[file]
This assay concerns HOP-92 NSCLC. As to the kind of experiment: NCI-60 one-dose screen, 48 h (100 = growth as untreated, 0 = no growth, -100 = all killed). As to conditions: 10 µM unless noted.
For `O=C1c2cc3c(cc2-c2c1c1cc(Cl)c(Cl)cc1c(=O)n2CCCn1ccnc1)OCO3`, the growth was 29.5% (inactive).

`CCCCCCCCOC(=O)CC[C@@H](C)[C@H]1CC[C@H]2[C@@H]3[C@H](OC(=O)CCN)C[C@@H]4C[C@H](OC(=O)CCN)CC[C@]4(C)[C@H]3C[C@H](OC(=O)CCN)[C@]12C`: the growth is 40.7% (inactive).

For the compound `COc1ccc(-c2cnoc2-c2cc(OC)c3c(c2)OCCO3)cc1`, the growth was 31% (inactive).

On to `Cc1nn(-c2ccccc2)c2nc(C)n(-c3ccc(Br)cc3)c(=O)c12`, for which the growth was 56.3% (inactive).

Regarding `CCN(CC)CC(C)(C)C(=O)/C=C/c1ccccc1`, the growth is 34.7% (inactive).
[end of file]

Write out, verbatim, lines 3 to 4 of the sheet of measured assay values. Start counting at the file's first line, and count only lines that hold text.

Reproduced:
`CCCCCCCCOC(=O)CC[C@@H](C)[C@H]1CC[C@H]2[C@@H]3[C@H](OC(=O)CCN)C[C@@H]4C[C@H](OC(=O)CCN)CC[C@]4(C)[C@H]3C[C@H](OC(=O)CCN)[C@]12C`: the growth is 40.7% (inactive).

For the compound `COc1ccc(-c2cnoc2-c2cc(OC)c3c(c2)OCCO3)cc1`, the growth was 31% (inactive).